6 Session 8 summary
Media reporting of climate science can be emotive, and there is always a risk of evidence being misrepresented. It is important to investigate media claims in more detail: you found that climate models do not appear to be ‘wrong’, though they should be tested more thoroughly than with GMST alone.
Just as for climate change, public acceptance of geoengineering varies and is thought to be influenced by political and cultural views. ‘Lukewarmers’ generally consider climate change risks to be small or the proposed actions undesirable. One example of public opposition to geoengineering is the ‘chemtrail’ conspiracy theory, which posits that organisations are secretly distributing chemicals in the atmosphere for a variety of (undesirable) purposes.
The UNFCCC Paris Agreement aims to hold the increase in GMST to ‘well below 2 °C’ above preindustrial levels and to ‘pursue efforts’ to limit it to 1.5 °C. However, if we continue to follow the RCP8.5 scenario of very high greenhouse gas concentrations, there is a predicted one-in-two chance of exceeding 4 °C warming and, even under future pledges, global warming is predicted to be around 3 °C.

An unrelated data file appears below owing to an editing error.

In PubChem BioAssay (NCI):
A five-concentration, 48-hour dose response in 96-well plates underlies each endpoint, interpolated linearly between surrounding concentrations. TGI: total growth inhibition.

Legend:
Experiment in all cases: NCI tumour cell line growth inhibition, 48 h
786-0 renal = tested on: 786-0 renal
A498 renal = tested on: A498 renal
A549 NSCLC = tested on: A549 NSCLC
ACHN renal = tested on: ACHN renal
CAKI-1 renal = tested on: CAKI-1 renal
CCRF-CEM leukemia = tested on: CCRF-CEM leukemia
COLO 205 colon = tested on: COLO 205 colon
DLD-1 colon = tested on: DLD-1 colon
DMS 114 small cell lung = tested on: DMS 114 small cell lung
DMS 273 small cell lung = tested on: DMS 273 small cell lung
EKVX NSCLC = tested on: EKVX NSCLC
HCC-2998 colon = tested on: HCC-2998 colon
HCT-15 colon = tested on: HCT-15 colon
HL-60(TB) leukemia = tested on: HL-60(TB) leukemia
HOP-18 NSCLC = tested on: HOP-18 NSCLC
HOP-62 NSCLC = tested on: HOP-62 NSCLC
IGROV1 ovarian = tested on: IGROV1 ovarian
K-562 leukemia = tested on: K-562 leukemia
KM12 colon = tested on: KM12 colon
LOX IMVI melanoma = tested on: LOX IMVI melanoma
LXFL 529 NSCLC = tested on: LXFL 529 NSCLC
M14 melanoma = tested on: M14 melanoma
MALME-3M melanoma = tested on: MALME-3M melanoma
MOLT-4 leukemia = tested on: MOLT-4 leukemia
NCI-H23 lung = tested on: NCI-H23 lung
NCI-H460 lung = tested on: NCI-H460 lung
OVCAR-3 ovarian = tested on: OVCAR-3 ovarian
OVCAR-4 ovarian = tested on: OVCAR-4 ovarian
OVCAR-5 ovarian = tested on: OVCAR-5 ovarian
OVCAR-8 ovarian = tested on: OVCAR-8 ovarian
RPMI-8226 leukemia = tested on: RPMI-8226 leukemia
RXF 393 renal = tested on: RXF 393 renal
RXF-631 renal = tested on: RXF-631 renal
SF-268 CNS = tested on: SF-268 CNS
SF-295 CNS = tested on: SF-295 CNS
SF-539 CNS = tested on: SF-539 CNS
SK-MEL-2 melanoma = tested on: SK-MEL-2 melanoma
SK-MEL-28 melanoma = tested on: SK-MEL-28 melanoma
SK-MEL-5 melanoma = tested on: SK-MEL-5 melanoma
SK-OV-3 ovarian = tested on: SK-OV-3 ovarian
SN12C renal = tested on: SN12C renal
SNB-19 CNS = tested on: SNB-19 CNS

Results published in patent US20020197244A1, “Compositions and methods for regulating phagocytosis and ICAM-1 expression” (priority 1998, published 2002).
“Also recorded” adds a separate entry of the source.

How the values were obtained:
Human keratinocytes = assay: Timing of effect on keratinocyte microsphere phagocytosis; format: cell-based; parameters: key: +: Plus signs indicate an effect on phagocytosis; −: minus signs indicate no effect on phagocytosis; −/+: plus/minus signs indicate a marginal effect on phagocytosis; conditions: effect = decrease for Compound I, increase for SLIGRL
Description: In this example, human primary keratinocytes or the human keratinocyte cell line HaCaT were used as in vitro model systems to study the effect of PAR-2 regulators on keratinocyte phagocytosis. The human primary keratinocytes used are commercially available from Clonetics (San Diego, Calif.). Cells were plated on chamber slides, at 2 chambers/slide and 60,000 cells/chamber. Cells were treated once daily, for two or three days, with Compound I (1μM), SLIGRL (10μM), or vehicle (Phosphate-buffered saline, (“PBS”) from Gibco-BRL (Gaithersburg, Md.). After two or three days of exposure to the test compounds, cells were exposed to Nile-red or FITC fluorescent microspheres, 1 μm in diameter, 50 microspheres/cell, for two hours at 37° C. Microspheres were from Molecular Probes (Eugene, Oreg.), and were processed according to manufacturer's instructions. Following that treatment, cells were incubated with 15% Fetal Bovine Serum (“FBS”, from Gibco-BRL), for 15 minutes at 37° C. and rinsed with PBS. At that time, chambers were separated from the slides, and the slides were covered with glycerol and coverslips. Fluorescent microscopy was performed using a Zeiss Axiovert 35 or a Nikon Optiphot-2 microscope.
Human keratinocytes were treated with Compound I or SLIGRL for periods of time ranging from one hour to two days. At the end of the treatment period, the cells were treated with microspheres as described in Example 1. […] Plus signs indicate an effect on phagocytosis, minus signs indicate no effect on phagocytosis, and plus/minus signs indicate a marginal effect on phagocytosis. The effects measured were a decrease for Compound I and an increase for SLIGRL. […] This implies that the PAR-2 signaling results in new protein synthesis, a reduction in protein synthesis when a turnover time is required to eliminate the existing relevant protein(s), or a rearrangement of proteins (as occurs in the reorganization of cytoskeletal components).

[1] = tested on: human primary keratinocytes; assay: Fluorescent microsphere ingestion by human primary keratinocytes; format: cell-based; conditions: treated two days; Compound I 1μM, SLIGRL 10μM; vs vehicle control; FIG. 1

You have considered some of the different factors involved in making decisions about climate change (geoengineering, mitigation or adaptation). These include the range of predicted impacts, the inherent uncertainties, the difficulty in reducing changes in the complex Earth system to a simple GMST target such as the Paris Agreement, and the balancing of competing priorities. You have also reflected on the role of your own values in your views on decision-making in geoengineering and climate change.
The conclusion of this course, then, might be that there are no easy answers.